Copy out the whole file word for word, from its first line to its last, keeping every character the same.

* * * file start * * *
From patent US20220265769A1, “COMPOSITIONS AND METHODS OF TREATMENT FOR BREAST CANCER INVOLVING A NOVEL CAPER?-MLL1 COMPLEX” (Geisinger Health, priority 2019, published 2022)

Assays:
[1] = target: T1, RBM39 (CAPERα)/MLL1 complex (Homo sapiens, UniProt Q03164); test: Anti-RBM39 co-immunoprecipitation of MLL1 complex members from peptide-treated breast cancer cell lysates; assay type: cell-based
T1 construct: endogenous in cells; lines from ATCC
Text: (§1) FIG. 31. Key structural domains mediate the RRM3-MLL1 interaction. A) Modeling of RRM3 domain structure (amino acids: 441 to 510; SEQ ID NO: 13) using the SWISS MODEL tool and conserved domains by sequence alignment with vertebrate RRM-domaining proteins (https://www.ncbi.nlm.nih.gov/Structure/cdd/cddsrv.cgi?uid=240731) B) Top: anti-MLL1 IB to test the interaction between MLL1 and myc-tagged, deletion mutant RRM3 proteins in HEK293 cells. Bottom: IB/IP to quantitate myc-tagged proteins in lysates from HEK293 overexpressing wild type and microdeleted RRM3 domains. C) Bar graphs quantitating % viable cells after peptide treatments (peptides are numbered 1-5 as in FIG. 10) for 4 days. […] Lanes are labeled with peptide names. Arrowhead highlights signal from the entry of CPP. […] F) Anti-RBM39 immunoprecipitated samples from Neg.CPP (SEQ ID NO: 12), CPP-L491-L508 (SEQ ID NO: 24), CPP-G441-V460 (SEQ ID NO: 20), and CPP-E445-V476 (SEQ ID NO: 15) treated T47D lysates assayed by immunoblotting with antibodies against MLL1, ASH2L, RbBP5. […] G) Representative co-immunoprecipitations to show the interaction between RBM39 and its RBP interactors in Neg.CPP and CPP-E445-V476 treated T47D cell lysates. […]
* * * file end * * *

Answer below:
From patent US20220265769A1, “COMPOSITIONS AND METHODS OF TREATMENT FOR BREAST CANCER INVOLVING A NOVEL CAPER?-MLL1 COMPLEX” (Geisinger Health, priority 2019, published 2022)

Assays:
[1] = target: T1, RBM39 (CAPERα)/MLL1 complex (Homo sapiens, UniProt Q03164); test: Anti-RBM39 co-immunoprecipitation of MLL1 complex members from peptide-treated breast cancer cell lysates; assay type: cell-based
T1 construct: endogenous in cells; lines from ATCC
Text: (§1) FIG. 31. Key structural domains mediate the RRM3-MLL1 interaction. A) Modeling of RRM3 domain structure (amino acids: 441 to 510; SEQ ID NO: 13) using the SWISS MODEL tool and conserved domains by sequence alignment with vertebrate RRM-domaining proteins (https://www.ncbi.nlm.nih.gov/Structure/cdd/cddsrv.cgi?uid=240731) B) Top: anti-MLL1 IB to test the interaction between MLL1 and myc-tagged, deletion mutant RRM3 proteins in HEK293 cells. Bottom: IB/IP to quantitate myc-tagged proteins in lysates from HEK293 overexpressing wild type and microdeleted RRM3 domains. C) Bar graphs quantitating % viable cells after peptide treatments (peptides are numbered 1-5 as in FIG. 10) for 4 days. […] Lanes are labeled with peptide names. Arrowhead highlights signal from the entry of CPP. […] F) Anti-RBM39 immunoprecipitated samples from Neg.CPP (SEQ ID NO: 12), CPP-L491-L508 (SEQ ID NO: 24), CPP-G441-V460 (SEQ ID NO: 20), and CPP-E445-V476 (SEQ ID NO: 15) treated T47D lysates assayed by immunoblotting with antibodies against MLL1, ASH2L, RbBP5. […] G) Representative co-immunoprecipitations to show the interaction between RBM39 and its RBP interactors in Neg.CPP and CPP-E445-V476 treated T47D cell lysates. […]